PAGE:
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Golden coach fit for a queen

LONDON, England -- The queen's jubilee procession through London took place in a golden coach made 240 years ago. (Full story)

And it was only the third time the queen had travelled in the Golden State Coach; the other occasions being her coronation and 25th jubilee.

Weighing four tons, the baroque work of art on wheels is so heavy that it can only be pulled at a walk by eight horses, each of which has to give full effort.

The coach was built in 1762 for George III and has been used for every coronation since 1831.

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Normally it is housed away from public view in the Royal Mews of Buckingham Palace.

The exterior is decorated with painted panels by the Florentine artist and engraver Giovanni Battista Cipriani, who was working in London in the 1760s, and as its name implies, is gilded all over.

The coach is decorated with symbols of Britain's victory over France in the Seven Years' War (1756-63) and inside is lined with velvet and satin.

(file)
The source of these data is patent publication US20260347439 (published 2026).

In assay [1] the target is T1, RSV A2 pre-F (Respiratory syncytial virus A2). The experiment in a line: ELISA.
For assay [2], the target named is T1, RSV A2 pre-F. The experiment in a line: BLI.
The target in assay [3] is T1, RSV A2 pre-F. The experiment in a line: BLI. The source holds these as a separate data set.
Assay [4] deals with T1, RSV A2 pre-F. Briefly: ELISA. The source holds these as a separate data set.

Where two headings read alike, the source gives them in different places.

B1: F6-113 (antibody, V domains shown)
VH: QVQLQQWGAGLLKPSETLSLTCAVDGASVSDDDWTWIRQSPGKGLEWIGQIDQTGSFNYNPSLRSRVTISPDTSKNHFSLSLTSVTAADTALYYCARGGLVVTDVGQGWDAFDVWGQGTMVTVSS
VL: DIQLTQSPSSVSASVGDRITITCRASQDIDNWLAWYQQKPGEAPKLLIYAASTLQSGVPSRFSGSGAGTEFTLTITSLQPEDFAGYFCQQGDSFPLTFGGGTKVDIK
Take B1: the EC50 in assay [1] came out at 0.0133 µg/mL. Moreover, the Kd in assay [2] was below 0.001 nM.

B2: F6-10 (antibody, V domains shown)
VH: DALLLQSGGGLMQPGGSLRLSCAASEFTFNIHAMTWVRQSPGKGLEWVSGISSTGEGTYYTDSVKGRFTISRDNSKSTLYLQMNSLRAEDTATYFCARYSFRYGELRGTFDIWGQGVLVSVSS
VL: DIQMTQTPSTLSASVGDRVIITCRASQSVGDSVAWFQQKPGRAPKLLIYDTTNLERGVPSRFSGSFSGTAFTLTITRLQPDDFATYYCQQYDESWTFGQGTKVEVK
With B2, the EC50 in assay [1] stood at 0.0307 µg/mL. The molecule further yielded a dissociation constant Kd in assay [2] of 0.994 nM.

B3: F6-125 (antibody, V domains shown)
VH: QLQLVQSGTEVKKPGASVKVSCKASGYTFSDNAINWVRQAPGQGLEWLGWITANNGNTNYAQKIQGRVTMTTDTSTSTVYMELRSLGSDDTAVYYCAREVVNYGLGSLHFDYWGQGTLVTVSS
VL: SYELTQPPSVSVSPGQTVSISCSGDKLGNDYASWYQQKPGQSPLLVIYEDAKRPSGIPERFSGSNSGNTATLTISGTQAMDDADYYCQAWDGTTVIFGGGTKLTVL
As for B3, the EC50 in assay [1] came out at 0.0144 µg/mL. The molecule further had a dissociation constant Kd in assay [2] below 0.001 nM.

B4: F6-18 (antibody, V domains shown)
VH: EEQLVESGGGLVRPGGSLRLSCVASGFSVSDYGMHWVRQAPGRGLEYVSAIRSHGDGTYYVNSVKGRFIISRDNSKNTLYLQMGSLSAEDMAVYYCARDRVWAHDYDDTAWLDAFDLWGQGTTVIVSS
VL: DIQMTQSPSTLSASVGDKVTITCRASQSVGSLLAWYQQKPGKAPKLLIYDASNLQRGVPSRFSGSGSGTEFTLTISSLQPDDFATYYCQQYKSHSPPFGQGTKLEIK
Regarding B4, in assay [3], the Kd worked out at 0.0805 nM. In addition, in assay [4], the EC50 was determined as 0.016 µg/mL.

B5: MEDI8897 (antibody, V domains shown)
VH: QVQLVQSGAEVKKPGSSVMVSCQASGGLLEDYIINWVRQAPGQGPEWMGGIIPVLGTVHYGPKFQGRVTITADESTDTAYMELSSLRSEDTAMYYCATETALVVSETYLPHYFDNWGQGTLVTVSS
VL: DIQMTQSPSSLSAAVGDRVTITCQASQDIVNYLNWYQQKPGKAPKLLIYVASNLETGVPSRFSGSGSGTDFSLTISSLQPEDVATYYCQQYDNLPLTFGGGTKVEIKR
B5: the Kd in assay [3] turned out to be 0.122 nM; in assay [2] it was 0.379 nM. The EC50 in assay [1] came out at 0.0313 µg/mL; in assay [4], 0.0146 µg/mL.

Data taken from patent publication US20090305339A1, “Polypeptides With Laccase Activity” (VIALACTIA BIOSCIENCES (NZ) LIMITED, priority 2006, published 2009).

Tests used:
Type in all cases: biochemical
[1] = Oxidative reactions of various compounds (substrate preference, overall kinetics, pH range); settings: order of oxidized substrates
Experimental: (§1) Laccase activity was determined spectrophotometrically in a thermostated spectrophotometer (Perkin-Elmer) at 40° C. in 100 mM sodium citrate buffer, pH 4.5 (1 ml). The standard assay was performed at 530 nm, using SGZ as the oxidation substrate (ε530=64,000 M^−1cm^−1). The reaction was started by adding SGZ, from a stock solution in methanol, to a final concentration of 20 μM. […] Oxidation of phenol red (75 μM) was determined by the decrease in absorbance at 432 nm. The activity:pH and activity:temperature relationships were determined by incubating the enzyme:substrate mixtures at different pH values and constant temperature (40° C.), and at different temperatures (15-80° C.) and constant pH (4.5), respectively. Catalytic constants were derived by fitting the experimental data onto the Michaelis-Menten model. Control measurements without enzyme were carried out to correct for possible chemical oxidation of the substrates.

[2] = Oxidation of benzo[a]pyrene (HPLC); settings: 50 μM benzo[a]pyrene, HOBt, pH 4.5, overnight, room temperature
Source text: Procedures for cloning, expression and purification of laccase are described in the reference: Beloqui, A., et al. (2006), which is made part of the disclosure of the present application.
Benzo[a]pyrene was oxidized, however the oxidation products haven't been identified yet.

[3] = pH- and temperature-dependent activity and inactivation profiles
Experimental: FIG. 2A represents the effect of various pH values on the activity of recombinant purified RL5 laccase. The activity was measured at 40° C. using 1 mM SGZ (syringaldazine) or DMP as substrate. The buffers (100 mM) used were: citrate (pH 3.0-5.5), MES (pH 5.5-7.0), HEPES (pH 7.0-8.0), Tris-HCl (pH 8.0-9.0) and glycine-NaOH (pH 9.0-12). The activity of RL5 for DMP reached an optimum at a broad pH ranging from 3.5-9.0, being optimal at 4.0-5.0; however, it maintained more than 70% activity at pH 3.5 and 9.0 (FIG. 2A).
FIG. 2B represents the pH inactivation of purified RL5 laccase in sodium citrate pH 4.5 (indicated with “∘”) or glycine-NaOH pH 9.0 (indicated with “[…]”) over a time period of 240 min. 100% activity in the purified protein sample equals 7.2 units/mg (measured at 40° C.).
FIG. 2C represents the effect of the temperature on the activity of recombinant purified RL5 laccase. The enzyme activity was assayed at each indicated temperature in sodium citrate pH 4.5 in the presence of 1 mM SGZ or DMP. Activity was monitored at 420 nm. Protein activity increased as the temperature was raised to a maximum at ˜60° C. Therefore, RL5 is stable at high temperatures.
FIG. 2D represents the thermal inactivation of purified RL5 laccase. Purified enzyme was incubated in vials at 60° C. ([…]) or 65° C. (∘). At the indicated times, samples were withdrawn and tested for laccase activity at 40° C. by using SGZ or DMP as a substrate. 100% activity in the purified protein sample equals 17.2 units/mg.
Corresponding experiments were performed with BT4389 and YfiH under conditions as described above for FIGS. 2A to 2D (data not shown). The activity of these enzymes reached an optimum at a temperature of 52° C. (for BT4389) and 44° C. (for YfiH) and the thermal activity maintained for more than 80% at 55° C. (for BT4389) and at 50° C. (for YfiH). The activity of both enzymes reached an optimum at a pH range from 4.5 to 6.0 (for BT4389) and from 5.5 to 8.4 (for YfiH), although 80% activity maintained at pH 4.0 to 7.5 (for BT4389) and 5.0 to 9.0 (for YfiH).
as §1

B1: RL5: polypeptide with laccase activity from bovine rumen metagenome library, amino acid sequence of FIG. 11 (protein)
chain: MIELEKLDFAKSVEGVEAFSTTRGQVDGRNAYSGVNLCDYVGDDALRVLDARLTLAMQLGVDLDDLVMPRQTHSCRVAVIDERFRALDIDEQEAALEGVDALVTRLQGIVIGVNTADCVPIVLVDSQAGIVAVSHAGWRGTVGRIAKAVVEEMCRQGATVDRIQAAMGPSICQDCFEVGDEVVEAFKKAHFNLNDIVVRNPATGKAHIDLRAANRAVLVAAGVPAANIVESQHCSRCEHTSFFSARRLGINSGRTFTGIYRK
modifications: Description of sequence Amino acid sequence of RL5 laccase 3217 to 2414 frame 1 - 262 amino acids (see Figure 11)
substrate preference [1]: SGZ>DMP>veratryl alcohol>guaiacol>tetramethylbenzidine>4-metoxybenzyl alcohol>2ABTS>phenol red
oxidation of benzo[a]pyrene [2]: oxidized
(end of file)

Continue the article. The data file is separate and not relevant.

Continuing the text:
On the coach's body are leather-covered braces with gilt buckles held by four Tritons -- sea gods with a man's head and a fish's tail.

The two rear Tritons carry the fasces, crowned with tridents, the symbols of imperial power.

Decorating the roof are three cherubs -- representing England, Scotland and Ireland -- which support the royal crown and hold the sceptre, sword of state and ensign of knighthood.

Measuring 24 feet long, eight feet wide and 12 feet high, the coach is drawn by eight greys, four mounted by postilion riders.

Head coachman Colin Henderson walks alongside the coach directing the team.

He told the UK's Press Association: "The carriage is on leather braces and not only rocks backwards and forwards but also oscillates, so I don't think it can be a particularly comfortable or enjoyable ride."


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